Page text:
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25% Biology, 75% Forestry and Natural Resources
Professor Forestry and Natural Resources, Biological Sciences
  • 765-494-1446
  • PFEN 221A

Associated website(s):

Personal web page , Lab website , Jeffs FNR web page , Publications , Publications



(Global change ecology) Responses and feedbacks of terrestrial ecosystems to climate and atmospheric change; Biodiversity and biological invasions


Jeff Dukes and his research group seek to address environmental challenges through ecological research and outreach. Their research examines how plants and ecosystems respond to a changing environment, focusing on topics from invasive species to climate change.  Much of their experimental work seeks to inform and improve climate models. Dukes has a particular interest in understanding how changes in climate and the atmosphere will affect the success and impact of invasive species.

Dukes directs the Boston-Area Climate Experiment (BACE), which characterizes ecosystem responses to gradients of climate change. Will the processes and properties of communities and ecosystems respond linearly to changes in temperature, or are there important threshold temperatures that could be reached? To what extent does an ecosystem's response to warming depend on precipitation patterns? The BACE tests these questions in a New England old-field ecosystem. Researchers are measuring responses of several variables, including growth of wildflowers, grasses, and tree seedlings.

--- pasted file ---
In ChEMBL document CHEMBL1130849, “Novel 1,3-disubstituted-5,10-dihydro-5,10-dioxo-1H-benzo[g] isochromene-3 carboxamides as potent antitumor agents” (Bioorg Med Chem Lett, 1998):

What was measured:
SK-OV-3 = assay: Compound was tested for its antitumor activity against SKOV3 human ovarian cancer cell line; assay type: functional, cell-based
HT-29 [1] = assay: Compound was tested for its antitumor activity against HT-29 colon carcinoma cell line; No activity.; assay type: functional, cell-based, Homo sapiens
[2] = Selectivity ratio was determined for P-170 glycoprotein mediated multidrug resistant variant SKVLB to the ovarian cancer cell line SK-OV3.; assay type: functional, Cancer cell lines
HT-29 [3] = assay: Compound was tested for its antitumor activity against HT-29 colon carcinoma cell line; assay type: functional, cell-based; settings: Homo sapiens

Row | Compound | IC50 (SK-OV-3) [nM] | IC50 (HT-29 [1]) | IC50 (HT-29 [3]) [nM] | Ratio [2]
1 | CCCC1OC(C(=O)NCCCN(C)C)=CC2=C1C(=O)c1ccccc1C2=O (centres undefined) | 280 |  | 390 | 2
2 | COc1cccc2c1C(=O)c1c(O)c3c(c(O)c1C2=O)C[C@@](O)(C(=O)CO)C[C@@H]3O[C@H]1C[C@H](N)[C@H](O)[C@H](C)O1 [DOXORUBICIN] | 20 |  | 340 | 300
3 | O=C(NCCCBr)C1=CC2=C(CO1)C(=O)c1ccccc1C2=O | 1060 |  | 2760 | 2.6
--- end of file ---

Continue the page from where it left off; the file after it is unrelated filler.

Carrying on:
Dukes also leads the INTERFACE research coordination network, which brings together experimentalists and modelers from around the world to advance global environmental change research.  The network seeks to facilitate the incorporation of realistic biological responses into Earth system models (ESMs), and the design of field experiments and computer simulations that are best suited to improving the performance of ESMs.

A collaborative project with researchers at UMass Boston examines how plants control the composition of microbial communities surrounding roots, and how these microbial communities mediate competition among plants.

Dukes's past research has shown that some terrestrial ecosystems may slow climate change less than previously assumed , that some biodiversity losses may affect the success and impact of invasive species , that about 100 tons of ancient plant matter were required to produce a gallon of gasoline , and that replacing fossil fuels with modern plant matter would demand more than a quarter of all plant growth on land.

Jeff Dukes has appointments in Purdue's Departments of Forestry and Natural Resources and Biological Sciences , and is involved in the Purdue Climate Change Research Center . He moved to Purdue in August 2008 from the Department of Biology at the University of Massachusetts Boston , where he now holds an adjunct appointment. For more information, and for publications, visit Prof. Dukes's personal web page , or web pages for the Dukes lab and the Boston-Area Climate Experiment . If you are interested in joining the Dukes lab, please contact Prof. Dukes by email. Prospective graduate students can apply through the Department of Forestry and Natural Resources, the Department of Biological Sciences, the Ecological Sciences and Engineering (ESE) Program , and other avenues. Some of these avenues offer excellent competitive fellowships.

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